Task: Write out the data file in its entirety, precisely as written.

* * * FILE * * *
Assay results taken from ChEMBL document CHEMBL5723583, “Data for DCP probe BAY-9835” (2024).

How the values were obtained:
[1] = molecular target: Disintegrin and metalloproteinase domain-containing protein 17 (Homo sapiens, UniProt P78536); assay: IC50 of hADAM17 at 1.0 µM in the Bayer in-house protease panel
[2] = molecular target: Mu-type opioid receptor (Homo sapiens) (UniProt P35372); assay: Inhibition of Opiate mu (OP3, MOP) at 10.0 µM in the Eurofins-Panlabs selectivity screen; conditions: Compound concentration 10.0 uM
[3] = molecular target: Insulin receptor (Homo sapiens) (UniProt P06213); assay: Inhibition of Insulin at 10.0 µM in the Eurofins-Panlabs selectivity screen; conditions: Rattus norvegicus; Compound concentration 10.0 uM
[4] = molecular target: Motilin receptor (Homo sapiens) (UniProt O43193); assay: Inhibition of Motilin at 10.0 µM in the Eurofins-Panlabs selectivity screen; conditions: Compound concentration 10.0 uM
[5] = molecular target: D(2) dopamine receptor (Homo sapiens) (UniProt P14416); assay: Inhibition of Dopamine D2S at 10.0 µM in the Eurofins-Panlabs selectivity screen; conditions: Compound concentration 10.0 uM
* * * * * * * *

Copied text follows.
Assay results taken from ChEMBL document CHEMBL5723583, “Data for DCP probe BAY-9835” (2024).

How the values were obtained:
[1] = molecular target: Disintegrin and metalloproteinase domain-containing protein 17 (Homo sapiens, UniProt P78536); assay: IC50 of hADAM17 at 1.0 µM in the Bayer in-house protease panel
[2] = molecular target: Mu-type opioid receptor (Homo sapiens) (UniProt P35372); assay: Inhibition of Opiate mu (OP3, MOP) at 10.0 µM in the Eurofins-Panlabs selectivity screen; conditions: Compound concentration 10.0 uM
[3] = molecular target: Insulin receptor (Homo sapiens) (UniProt P06213); assay: Inhibition of Insulin at 10.0 µM in the Eurofins-Panlabs selectivity screen; conditions: Rattus norvegicus; Compound concentration 10.0 uM
[4] = molecular target: Motilin receptor (Homo sapiens) (UniProt O43193); assay: Inhibition of Motilin at 10.0 µM in the Eurofins-Panlabs selectivity screen; conditions: Compound concentration 10.0 uM
[5] = molecular target: D(2) dopamine receptor (Homo sapiens) (UniProt P14416); assay: Inhibition of Dopamine D2S at 10.0 µM in the Eurofins-Panlabs selectivity screen; conditions: Compound concentration 10.0 uM